The bald eagle is Alaska’s largest resident bird of prey with a wing span up to 7 1/2 feet (2.3 m) long and weights of 8 to 14 pounds (3.6-6.4 kg). Like many raptors, females are larger than males.
Bald eagles are often found along Alaska’s coast, offshore islands, and Interior lakes and rivers. The highest nesting densities occur on the islands of Southeast Alaska. The total population is estimated at 30,000 birds.
Fish are the main diet of the bald eagle. Eagles are opportunistic and also prey upon waterfowl, small mammals, sea urchins, clams, crabs, and carrion.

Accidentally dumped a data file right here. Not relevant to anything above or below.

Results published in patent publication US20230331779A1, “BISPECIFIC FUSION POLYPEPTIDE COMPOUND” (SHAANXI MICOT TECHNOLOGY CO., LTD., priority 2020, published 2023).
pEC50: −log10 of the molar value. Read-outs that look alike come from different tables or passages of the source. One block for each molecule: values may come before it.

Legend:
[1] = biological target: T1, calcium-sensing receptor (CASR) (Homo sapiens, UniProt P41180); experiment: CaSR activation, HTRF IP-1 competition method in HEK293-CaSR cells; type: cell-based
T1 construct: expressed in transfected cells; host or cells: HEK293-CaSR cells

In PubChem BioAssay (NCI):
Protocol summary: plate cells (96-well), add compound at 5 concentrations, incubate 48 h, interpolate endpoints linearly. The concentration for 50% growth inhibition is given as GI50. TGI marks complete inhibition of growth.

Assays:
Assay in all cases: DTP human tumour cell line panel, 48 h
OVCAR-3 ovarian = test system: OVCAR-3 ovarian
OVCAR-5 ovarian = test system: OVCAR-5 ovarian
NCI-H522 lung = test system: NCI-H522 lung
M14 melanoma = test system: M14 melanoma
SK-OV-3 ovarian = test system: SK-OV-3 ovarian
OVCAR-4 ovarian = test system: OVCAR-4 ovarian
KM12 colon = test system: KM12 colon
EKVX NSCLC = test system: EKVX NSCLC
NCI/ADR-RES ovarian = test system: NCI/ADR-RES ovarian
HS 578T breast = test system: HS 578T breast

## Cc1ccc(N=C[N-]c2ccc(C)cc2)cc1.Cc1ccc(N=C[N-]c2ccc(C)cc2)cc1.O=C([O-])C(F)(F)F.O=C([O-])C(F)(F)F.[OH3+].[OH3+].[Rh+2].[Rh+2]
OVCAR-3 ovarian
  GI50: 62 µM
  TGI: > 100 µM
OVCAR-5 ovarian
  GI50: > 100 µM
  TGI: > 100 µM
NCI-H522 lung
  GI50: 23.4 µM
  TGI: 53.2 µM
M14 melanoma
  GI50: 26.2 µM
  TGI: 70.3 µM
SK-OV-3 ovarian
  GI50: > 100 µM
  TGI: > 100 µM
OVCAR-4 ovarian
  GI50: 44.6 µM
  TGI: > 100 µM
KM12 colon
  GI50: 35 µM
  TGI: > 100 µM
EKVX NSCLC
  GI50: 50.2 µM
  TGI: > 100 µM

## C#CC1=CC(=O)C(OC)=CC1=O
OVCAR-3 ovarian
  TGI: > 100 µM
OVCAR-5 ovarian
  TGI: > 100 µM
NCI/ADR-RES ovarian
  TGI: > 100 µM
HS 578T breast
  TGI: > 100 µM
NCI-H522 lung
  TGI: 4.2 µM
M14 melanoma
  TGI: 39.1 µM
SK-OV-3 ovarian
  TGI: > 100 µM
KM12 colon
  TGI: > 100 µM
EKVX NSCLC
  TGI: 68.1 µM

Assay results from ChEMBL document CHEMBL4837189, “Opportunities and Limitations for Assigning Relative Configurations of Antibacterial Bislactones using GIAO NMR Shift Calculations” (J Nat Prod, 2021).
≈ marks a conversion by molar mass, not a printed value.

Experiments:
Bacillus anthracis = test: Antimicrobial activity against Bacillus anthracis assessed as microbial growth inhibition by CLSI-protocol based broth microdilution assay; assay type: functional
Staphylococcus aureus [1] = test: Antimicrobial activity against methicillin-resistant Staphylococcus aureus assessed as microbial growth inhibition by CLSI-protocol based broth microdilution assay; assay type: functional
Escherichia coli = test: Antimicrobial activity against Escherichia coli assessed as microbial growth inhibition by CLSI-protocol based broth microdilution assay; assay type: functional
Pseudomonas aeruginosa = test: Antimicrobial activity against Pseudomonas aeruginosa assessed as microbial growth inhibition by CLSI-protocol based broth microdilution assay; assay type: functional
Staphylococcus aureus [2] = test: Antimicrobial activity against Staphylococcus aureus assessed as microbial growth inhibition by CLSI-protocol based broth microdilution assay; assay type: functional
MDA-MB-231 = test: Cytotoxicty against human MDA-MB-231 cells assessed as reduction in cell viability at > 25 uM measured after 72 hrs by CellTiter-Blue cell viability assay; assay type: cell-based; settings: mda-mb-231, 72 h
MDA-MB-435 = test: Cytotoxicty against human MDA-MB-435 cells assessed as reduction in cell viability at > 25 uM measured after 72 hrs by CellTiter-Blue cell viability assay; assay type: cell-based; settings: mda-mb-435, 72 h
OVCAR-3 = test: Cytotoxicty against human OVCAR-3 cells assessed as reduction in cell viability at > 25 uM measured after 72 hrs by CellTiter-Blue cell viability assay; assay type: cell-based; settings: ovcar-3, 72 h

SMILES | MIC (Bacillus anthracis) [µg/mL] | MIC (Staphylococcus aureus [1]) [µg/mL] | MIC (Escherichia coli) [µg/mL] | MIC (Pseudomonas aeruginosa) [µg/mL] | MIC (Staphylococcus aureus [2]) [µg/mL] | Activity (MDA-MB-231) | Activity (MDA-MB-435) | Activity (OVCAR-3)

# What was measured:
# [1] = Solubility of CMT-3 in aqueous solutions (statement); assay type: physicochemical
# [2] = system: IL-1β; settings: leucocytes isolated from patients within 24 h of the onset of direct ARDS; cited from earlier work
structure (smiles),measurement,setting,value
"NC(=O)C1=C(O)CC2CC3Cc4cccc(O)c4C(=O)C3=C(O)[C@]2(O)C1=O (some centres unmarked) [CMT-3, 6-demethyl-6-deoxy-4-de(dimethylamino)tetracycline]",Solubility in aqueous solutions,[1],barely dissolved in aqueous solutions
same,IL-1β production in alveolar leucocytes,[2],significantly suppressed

In late April, two eggs are laid several days apart. Incubation lasts about 35 days. When the young hatch, the weaker, usually younger, chick is killed or starved. The surviving young leave the nest after approximately 75 days.